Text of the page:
Beavers have dammed a creek flowing through the farm and created what was a swamp 15 years ago and now looks like a real lake. They’ve left the old forest trees dead but standing, and herons nest in them every spring,

You can see of three of the five or six nests across the pond.

We stood watching the herons as the parents swooped over the water and landed in their nests, with two babies per nest and at least one parent perched at the top of each tree on watch.

Lisa described it as a heron sanctuary, and she was spot-on.

Picnic in the Middle of Nowhere

We were determined to walk the length of the path through the woods to see if it’s still clear enough to make it to where I remember it ends, and indeed it is passable.

The end’s where we spread a blanket and pulled from Tracy’s backpack a picnic, and after eating we sprawled on our backs, heads turned up to watch the leaves against the blue sky and listen to the birds deep in the woods.

Reminder of What Lasts

One of my favorite quotes is from The Return of the King when Frodo and Sam are slogging toward Mount Doom, dying and weighed down more so by the subsequent ruin of their beloved agrarian culture.

There, peeping among the cloud-wrack above a dark tor high up in the mountains, Sam saw a white star twinkle for a while. The beauty of it smote his heart, as he looked up out of the forsaken land, and hope returned to him.

For like a shaft, clear and cold, the thought pierced him that in the end the Shadow was only a small and passing thing: there was light and high beauty for ever beyond its reach.

At our “there”—in the middle of the tall, old trees, with a stream nearby, a pileated woodpecker fussing high above—the world seemed unchanged, beyond the reach of the pandemic and its global fallout.

I know it’s not, but for a few glorious hours I completely forgot that.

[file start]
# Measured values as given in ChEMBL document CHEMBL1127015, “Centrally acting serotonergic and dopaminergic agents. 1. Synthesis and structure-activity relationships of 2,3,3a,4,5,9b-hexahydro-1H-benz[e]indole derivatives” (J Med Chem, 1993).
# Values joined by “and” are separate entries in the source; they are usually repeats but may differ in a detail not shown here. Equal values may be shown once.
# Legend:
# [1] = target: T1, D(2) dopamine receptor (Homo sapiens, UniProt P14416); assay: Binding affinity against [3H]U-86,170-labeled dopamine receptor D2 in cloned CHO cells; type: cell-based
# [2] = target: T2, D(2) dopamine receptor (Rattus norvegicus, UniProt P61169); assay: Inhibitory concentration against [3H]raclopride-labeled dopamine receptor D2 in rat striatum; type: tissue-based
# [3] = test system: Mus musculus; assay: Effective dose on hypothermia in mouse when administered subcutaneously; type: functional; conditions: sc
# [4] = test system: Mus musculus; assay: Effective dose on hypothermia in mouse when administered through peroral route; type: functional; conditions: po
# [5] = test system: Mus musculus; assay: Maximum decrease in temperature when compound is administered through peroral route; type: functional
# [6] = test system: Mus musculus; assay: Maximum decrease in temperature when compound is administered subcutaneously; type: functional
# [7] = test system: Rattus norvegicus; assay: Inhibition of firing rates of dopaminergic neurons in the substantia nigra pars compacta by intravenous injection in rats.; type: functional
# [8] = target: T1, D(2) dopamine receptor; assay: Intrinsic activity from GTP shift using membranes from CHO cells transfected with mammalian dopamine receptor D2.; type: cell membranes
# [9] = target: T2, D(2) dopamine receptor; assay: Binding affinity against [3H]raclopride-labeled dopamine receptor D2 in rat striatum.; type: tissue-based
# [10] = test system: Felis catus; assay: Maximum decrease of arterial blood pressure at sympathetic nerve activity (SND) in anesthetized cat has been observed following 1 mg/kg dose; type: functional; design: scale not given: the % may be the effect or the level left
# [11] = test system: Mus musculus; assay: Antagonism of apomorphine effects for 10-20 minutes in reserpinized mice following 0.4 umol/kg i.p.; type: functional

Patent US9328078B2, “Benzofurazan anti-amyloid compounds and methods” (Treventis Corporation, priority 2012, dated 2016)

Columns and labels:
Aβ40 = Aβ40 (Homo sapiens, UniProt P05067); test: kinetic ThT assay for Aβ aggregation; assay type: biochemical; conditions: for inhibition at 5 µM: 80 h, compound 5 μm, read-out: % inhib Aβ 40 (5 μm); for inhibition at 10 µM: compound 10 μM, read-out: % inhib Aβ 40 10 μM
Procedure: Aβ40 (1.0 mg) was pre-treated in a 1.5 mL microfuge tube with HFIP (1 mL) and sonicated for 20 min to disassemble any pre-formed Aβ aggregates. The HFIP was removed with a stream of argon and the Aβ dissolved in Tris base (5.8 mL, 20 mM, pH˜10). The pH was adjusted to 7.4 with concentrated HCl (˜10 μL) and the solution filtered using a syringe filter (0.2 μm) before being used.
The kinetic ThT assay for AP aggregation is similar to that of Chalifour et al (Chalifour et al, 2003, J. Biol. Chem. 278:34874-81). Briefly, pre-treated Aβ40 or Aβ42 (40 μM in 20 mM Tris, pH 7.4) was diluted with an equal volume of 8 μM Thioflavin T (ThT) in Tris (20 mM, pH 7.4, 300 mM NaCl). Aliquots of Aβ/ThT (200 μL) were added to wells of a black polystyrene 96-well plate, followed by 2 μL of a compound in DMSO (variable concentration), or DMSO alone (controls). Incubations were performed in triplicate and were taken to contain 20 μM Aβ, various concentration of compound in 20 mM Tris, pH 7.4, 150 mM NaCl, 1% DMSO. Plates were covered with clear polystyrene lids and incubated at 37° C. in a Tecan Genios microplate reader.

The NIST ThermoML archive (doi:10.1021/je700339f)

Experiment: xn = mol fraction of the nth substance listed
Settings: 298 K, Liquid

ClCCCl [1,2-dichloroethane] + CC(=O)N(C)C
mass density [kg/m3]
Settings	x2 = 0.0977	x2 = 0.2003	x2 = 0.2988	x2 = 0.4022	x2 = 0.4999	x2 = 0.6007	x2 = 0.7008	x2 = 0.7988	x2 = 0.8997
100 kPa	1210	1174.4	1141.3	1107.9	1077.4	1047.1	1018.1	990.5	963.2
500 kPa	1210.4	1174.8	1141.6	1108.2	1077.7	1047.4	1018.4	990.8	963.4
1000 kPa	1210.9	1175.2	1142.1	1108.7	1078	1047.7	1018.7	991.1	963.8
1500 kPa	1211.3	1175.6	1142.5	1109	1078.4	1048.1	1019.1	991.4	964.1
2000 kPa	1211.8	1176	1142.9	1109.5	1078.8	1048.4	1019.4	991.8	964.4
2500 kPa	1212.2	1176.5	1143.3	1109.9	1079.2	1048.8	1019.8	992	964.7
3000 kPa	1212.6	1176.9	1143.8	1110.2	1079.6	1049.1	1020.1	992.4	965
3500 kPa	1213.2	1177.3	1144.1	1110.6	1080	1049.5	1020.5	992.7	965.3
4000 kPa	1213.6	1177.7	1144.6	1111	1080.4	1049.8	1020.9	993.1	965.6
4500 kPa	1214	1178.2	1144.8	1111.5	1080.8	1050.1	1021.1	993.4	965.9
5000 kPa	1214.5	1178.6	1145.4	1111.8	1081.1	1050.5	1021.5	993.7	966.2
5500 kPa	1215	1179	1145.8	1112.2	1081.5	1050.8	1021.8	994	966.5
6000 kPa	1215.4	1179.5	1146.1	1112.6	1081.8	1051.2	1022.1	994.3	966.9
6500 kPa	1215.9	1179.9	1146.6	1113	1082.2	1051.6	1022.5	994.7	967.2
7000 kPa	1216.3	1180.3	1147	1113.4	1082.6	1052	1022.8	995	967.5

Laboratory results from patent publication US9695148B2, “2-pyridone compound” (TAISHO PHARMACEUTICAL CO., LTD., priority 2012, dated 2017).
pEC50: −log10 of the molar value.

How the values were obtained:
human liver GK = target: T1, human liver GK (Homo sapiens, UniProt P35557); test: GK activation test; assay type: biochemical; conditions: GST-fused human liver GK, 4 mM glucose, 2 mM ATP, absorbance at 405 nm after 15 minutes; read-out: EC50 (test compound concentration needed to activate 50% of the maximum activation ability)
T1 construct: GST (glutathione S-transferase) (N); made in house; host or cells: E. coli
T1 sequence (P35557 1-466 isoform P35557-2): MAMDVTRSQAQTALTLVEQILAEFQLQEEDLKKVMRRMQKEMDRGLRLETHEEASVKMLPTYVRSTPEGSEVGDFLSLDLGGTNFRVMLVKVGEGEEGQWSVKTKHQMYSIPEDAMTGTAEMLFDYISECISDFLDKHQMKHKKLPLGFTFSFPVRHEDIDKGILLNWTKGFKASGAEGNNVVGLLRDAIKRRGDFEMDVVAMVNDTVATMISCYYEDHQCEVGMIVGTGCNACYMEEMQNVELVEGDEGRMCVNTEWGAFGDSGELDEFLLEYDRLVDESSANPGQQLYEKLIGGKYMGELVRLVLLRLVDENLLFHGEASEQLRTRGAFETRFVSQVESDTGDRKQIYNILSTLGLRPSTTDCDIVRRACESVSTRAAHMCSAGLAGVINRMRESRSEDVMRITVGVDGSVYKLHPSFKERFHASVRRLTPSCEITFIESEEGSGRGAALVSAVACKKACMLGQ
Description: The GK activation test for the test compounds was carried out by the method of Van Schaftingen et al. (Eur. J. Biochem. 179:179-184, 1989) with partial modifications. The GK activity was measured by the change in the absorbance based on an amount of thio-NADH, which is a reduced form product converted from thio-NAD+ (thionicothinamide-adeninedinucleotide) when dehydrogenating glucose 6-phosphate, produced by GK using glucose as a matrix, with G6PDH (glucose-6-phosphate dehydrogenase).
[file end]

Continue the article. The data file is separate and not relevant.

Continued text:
I hope you find a way to connect with what hasn’t changed. It is a renewing experience, and your own hope might return.

8 thoughts to “Trip down the Super Highway”

  1. Awesome stuff. Brings back fond memories of the family farm up in Nova Scotia. Glad to hear you guys are getting out and about. Sounds like a wonderful life.

    1. We’re looking forward to you guys visiting us somewhere like this whenever we all can!

  2. Thank you Shelly for sharing all your memories! You guys do not need an invitation! Please visit the farm as much as you can before your journey heads west.

    1. Thank you! – we will!

      Hey, do you know what newspaper article I’m talking about? I found the one in Virginia Living, but online it has only one photo of your mom and none of the farm. Is that the one I’m thinking of with all the gorgeous farm photos – but they didn’t make it to the online version? I thought I read an article that was more about this history of Rose Retreat.

  3. So happy to see this, and remember my own childhood visits to 15 acres my parents bought off the road near Cartersville, with a red-clay pond and a decrepit tin-roof clapboard house.

  4. what a great visit for you!I remember a few years back, going to a childhood spot and having that amazing revelation that even though I had left it, oh maybe 40 years ago, it still remained without me. Nature prevails!